The container ship Wes Amelie has received fuel through the first ship-to-ship operation involving Liquefied Natural Gas (LNG) – marking an important step in an industry constantly innovating to improve oil and gas transportation.
Energy on the go
Effective transportation of oil and gas enables fuel delivery across the globe. This can happen through:
- Pipelines – used to transport fuel from wells to refineries and storage facilities. While pipelines cost time and money to set up, they are the most efficient mode of transporting oil across land
- Marine vessels – vessels and barges transport petroleum and natural gas. Marine vessels can carry large quantities of fuel and tankers are the only practical way to move crude oil across oceans
- Rail cars – oil and gas is loaded onto railway tank cars and moved by train to refineries. Though each rail car holds a lot less oil than a marine vessel, multiple tank cars can still move large volumes to areas where pipelines have not been set up
- Trucks – usually carrying smaller capacities of oil and gas, tank trucks transport refined fuel to a fuelling station or straight to the consumer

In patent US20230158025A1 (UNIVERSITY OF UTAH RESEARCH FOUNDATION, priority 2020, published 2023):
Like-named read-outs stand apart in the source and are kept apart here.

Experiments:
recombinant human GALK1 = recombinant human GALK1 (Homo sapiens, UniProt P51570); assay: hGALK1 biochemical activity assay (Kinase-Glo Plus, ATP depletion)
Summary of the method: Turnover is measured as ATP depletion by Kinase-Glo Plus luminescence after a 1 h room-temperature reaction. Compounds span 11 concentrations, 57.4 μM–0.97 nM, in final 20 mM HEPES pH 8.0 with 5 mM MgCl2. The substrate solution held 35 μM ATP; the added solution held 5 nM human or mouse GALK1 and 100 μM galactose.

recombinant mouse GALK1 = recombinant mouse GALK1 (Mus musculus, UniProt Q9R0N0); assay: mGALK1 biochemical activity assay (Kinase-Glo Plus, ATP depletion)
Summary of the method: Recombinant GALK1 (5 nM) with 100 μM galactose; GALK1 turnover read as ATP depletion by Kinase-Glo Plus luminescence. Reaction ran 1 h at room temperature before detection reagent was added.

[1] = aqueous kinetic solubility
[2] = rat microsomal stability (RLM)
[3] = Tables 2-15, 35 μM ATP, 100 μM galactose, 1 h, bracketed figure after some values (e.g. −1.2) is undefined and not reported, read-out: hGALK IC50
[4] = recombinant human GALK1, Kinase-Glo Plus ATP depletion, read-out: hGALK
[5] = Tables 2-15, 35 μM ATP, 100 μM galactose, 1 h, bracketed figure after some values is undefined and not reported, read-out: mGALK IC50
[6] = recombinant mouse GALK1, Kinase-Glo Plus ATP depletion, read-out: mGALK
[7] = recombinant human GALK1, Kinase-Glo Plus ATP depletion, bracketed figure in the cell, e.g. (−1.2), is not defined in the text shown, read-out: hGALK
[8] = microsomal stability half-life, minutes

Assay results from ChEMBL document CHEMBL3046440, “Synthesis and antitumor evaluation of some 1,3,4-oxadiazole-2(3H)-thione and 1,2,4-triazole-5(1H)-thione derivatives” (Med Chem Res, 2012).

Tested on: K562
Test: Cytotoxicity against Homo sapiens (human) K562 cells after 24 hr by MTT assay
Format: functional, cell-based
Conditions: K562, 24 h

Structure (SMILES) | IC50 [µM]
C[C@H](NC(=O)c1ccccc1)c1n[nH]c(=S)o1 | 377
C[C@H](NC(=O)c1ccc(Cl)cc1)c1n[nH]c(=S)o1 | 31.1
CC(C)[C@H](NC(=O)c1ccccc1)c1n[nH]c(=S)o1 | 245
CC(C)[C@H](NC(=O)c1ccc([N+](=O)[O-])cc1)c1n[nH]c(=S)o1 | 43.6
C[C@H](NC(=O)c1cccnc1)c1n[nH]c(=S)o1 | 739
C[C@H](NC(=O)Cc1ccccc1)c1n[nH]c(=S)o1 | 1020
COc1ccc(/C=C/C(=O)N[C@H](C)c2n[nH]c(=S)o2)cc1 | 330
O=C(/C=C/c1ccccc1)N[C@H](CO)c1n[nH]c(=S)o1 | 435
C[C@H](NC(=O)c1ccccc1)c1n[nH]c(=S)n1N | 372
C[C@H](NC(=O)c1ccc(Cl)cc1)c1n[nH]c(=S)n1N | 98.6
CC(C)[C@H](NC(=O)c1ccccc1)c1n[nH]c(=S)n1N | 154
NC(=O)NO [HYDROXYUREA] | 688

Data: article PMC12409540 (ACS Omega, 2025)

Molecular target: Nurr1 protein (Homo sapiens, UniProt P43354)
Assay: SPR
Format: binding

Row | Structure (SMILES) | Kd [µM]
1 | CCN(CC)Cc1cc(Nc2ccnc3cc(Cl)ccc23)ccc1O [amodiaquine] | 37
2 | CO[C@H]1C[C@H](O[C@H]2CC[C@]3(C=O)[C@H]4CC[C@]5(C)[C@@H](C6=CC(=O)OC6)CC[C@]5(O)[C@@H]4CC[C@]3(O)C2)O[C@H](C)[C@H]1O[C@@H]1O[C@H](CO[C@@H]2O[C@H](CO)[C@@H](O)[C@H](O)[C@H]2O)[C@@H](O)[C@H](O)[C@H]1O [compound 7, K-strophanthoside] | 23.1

Operators are utilising new technologies to improve the transportation of oil and gas. For example, geographic Information System (GIS) technology is helping companies determine the best route for pipelines, evaluating variables such as social and environmental impact and geological risks. Pipelines are also benefitting from specialised coatings, offering protection against extra corrosion and abrasion often caused by materials in the soil.
Marine vessels are instead adapting to the rapid rise in LNG production. Barges have been retrofitted with cooling facilities to maintain low temperatures and ensure natural gas keeps a liquid form. Vessels have also increasingly used LNG as a fuel source, necessitating new fuelling techniques such as Wes Amelie’s ship-to-ship operation.
With more demand on fossil fuels, there will be a higher emphasis on transporting oil and gas. Loading oil and gas onto modes of transport can lead to the release of flammable vapours. Should a fire occur, a flame can flash back into the gas line and potentially cause a serious incident. One method of preventing flashback is to monitor the gas flow reaching flare stacks during loading and storing of fossil fuels.
Our FGM 160 Flare Gas Meter delivers cost saving and regulatory compliance benefits. It enables accurate measurement at extended high and low temperatures, in large pipe diameters and with high levels of CO2 or hydrogen. Using ultrasonic technology and patented measurement techniques, Fluenta is recognised globally for its accuracy and reliability.
For more information on Fluenta’s FGM 160 Flare Gas Meter, click here.